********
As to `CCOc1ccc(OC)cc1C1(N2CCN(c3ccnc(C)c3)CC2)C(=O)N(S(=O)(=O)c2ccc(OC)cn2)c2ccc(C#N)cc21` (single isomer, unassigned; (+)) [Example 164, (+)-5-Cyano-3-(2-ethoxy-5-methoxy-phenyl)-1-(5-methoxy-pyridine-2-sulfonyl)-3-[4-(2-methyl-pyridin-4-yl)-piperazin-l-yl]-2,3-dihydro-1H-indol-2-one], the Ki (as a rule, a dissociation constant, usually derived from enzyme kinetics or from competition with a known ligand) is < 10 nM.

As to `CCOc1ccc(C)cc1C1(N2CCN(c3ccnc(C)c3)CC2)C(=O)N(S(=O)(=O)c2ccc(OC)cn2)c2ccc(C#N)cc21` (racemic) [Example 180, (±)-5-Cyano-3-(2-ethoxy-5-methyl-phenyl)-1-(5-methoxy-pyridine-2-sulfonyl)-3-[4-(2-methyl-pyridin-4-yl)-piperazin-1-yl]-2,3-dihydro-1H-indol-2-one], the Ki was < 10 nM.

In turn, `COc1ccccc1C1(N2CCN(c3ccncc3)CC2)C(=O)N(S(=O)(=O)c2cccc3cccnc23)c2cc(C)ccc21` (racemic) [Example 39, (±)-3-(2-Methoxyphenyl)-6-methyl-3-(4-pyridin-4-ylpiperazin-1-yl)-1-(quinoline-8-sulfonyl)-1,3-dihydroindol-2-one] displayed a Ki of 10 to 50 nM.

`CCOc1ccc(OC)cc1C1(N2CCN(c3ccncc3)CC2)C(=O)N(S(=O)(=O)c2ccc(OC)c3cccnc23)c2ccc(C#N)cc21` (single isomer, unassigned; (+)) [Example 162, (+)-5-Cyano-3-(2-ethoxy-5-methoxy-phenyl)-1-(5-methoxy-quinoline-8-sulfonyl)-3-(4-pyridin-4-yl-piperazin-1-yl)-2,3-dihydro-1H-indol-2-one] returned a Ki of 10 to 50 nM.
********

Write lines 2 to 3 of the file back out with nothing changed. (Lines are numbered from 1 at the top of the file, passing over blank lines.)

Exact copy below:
As to `CCOc1ccc(C)cc1C1(N2CCN(c3ccnc(C)c3)CC2)C(=O)N(S(=O)(=O)c2ccc(OC)cn2)c2ccc(C#N)cc21` (racemic) [Example 180, (±)-5-Cyano-3-(2-ethoxy-5-methyl-phenyl)-1-(5-methoxy-pyridine-2-sulfonyl)-3-[4-(2-methyl-pyridin-4-yl)-piperazin-1-yl]-2,3-dihydro-1H-indol-2-one], the Ki was < 10 nM.

In turn, `COc1ccccc1C1(N2CCN(c3ccncc3)CC2)C(=O)N(S(=O)(=O)c2cccc3cccnc23)c2cc(C)ccc21` (racemic) [Example 39, (±)-3-(2-Methoxyphenyl)-6-methyl-3-(4-pyridin-4-ylpiperazin-1-yl)-1-(quinoline-8-sulfonyl)-1,3-dihydroindol-2-one] displayed a Ki of 10 to 50 nM.